Want to join our endeavour? Our school has 60 girls. There are other projects out there, other ways to get involved, even in your own community. The important thing is to do something!

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Monday, December 06, 2010

Bike and Run

This Sunday for the second year Paul competed in a “Bike and Run”. It is teams of two who must race a course of 16km. One man will be on a bike while the other one rides. They can change off as often as they like and take turns riding/running. However every bike exchange must happen hand to hand, so no one can ride ahead, ditch the bike then run ahead while the other guy catches up to the bike.

Paul went with our friend Niell again this year. Niell (pronounced Nile like the river) is an Irish guy who is the Director of Concern International here in Niger. Paul, Niell and another friend do epic across the sand and brush and through villages rides every Saturday morning.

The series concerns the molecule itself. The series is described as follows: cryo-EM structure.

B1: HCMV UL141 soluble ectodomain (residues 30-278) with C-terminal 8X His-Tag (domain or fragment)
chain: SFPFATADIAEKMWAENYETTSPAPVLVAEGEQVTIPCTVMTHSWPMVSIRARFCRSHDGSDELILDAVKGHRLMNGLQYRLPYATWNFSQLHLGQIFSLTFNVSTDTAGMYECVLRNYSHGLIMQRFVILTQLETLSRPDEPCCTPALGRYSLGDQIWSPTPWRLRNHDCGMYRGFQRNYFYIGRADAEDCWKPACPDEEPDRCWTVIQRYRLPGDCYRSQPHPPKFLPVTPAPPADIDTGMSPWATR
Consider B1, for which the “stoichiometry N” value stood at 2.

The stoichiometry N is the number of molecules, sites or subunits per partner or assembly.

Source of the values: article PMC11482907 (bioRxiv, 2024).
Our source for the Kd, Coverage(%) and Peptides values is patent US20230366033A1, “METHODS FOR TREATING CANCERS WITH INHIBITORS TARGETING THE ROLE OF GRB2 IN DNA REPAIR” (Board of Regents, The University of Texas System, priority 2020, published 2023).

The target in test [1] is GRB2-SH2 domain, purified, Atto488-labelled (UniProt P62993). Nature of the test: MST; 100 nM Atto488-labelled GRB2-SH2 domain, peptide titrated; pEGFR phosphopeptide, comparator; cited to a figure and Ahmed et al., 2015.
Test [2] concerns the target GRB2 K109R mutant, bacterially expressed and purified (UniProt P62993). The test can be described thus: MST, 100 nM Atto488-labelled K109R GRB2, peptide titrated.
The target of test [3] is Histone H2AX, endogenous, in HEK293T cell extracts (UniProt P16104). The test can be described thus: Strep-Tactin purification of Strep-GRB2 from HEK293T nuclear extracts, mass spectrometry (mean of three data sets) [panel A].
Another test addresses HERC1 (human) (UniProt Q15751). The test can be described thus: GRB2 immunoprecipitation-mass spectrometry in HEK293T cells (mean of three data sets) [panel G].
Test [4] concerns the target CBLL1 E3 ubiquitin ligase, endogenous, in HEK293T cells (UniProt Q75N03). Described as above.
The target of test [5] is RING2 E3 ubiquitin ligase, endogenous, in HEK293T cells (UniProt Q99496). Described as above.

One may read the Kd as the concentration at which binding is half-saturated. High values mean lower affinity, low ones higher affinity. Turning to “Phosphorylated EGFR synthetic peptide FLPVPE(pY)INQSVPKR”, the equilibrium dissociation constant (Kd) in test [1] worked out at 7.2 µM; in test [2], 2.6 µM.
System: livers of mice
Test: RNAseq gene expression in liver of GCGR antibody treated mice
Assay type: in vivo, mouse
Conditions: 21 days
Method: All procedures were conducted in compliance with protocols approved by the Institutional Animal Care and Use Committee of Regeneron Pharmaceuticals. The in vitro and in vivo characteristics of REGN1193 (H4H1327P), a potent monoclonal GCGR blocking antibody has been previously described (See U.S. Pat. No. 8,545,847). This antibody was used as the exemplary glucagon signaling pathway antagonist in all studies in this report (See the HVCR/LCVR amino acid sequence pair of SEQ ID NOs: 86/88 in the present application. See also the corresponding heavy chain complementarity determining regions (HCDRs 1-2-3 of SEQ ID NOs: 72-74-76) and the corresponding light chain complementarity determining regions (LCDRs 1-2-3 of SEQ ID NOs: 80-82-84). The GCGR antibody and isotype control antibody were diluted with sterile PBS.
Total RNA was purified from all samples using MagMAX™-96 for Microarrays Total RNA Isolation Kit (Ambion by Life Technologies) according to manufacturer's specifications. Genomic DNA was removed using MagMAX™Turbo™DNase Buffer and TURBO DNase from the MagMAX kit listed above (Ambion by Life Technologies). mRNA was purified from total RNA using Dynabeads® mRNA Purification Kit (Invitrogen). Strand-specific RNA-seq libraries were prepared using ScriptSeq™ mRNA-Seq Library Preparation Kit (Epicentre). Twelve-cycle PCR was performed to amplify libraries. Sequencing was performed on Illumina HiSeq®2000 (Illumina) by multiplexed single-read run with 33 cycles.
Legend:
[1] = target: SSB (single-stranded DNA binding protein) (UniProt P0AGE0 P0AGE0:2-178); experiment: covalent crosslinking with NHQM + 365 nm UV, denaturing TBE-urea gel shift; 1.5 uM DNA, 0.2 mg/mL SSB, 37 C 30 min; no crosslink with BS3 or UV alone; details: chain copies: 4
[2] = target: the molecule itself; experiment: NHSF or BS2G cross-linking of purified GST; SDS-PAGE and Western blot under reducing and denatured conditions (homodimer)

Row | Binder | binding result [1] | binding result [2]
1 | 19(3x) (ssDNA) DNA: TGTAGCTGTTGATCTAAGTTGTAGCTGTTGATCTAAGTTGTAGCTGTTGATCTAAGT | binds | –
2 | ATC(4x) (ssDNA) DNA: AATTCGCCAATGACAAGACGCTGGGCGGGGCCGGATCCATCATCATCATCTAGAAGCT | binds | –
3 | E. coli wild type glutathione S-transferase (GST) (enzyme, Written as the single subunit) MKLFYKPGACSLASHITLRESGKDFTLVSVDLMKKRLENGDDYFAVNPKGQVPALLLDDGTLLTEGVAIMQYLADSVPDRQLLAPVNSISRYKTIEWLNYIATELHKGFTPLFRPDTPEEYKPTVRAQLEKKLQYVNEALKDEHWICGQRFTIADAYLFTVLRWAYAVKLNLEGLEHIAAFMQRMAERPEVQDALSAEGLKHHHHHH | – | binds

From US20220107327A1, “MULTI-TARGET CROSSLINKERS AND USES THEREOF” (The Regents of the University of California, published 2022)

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For more pictures of the event you can check out this link:

http://www.flickr.com/photos/asvolcans/sets/72157625411033493/with/5235923978/

Good job Paul and Niell! In a country where there isn’t much to do, you make the best of all opportunities!

Saturday, November 27, 2010

The Weight of the World

 

Do you ever have those days? When it seems the world is out to get you, nothing is normal, loved ones are far away, and nothing seems to go right? When you ask yourself why do I bother, what difference can it make, and even *gasp* ponder what it would be like to easily just book a flight home?